Writing Suggestions:

  • Write about crossing the border into the unknown territory of life threatening illness.
  • What was it like at first?
  • What old assumptions did you have to leave behind?
  • How did your relationship with your body changed?
  • What was most helpful to you as you entered “the kingdom of the sick?”

 

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It’s been over two weeks since the expressive writing program at Scripps Green Cancer Center came to a close, a program I have led for nearly eleven years.  As has been the tradition of our final session of every series, we spent the first half of the meeting working in silence, each of us engaged in creating a prayer stick, an activity inspired by a Native American tradition most often associated with the rituals and healing ceremonies of the Southwest tribes.  For the conclusion of a writing series, where each person’s experience of cancer and treatment has been so honestly explored and shared in their writing, the making of prayer sticks has proved to be deeply satisfying and meaningful conclusion to the many weeks of writing together.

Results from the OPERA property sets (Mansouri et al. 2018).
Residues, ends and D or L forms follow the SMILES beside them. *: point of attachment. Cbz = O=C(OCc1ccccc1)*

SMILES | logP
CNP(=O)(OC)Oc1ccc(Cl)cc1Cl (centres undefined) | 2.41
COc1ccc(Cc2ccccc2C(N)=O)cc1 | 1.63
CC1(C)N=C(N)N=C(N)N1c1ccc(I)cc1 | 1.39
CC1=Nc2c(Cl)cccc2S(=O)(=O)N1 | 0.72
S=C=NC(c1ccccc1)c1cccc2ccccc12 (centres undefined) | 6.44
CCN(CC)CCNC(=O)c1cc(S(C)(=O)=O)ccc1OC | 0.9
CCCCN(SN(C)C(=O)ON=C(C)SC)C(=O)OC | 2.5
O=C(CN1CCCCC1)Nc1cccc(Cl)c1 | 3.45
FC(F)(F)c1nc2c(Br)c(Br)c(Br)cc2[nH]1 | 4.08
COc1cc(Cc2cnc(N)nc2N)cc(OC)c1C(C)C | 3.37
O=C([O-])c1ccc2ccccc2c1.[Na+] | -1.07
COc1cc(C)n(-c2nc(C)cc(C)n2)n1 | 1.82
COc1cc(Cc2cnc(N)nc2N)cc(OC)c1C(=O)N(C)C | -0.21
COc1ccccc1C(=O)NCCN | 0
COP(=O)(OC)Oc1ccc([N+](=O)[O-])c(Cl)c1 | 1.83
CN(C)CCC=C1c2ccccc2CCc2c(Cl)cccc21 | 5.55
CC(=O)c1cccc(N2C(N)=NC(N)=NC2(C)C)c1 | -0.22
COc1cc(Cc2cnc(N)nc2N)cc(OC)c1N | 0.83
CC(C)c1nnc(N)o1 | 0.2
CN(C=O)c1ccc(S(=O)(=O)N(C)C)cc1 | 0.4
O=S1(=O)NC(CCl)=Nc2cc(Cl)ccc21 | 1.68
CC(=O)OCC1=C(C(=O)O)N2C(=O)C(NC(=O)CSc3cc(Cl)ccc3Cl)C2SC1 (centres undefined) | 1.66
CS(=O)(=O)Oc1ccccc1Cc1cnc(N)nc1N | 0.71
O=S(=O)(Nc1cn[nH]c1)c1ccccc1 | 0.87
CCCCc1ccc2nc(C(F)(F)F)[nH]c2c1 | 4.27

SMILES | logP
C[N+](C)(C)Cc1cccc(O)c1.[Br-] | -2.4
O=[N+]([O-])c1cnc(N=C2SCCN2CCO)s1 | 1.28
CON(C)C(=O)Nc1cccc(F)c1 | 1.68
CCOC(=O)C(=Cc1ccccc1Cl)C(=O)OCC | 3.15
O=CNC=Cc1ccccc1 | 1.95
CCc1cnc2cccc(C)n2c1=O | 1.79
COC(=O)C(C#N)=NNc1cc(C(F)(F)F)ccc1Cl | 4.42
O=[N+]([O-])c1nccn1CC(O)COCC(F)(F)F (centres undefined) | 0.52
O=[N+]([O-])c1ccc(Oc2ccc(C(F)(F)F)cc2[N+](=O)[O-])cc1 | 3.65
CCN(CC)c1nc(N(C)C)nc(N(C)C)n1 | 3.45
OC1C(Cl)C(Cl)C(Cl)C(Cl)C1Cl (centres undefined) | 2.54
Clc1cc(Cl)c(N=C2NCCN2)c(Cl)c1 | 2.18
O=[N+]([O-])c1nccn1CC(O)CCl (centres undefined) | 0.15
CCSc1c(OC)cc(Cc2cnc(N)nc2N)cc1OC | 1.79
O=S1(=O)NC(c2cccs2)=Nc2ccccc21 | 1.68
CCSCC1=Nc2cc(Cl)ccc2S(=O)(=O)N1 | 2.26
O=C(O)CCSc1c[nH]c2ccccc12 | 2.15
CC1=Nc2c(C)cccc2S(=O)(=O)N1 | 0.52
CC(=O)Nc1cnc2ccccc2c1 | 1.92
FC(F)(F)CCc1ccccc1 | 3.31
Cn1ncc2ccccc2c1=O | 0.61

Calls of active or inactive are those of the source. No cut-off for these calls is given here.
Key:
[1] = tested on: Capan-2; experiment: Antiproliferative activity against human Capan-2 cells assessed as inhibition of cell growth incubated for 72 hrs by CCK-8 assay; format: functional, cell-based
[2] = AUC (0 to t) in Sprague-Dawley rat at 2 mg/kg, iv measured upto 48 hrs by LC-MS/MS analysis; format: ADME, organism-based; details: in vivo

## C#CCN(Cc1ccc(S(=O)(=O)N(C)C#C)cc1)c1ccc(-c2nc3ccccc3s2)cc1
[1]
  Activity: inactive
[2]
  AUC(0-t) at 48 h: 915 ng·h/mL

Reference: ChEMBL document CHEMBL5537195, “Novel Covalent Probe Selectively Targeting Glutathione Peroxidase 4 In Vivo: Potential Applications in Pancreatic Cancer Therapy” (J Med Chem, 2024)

For the task, each group member brought a tree branch they’d chosen, typically about 14 – 18 inches in length.  For the first hour, we focused on the creation of our prayer sticks, decorating and imbuing them with messages, prayers or hopes for healing for ourselves, loved ones or friends.  Once the prayer stick was completed, I invited the group to write about it—what their process was like and what had gone into its creation.  Without exception, the sharing of the sticks and the stories behind them were inspiring and truly meaningful for everyone.